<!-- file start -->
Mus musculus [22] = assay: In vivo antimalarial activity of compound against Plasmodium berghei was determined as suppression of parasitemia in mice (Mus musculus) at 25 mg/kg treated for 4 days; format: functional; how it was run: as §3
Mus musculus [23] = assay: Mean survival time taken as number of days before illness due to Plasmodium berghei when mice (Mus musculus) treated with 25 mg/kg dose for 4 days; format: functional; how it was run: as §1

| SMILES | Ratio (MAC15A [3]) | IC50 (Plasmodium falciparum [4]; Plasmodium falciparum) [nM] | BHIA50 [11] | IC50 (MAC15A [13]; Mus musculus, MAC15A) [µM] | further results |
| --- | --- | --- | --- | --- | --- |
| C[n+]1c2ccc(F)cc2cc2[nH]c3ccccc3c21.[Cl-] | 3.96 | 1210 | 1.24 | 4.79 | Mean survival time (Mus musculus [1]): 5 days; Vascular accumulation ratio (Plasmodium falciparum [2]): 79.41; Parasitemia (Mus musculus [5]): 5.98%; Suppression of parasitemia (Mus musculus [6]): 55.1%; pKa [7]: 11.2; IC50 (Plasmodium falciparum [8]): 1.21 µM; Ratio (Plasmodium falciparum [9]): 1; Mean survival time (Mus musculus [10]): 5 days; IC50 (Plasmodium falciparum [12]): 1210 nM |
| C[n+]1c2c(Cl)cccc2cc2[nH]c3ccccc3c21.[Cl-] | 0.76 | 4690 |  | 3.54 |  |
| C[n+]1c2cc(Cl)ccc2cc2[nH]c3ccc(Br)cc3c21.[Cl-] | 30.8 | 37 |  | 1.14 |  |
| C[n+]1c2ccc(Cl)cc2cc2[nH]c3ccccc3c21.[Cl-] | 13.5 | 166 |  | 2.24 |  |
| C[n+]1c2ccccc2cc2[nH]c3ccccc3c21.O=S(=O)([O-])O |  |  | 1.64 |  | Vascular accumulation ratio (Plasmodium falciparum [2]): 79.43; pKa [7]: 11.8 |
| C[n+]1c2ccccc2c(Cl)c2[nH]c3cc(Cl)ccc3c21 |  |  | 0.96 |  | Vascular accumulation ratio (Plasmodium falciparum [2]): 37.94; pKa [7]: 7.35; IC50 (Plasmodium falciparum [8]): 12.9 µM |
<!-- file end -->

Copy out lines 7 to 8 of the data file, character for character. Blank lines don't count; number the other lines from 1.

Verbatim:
| C[n+]1c2cc(Cl)ccc2cc2[nH]c3ccc(Br)cc3c21.[Cl-] | 30.8 | 37 |  | 1.14 |  |
| C[n+]1c2ccc(Cl)cc2cc2[nH]c3ccccc3c21.[Cl-] | 13.5 | 166 |  | 2.24 |  |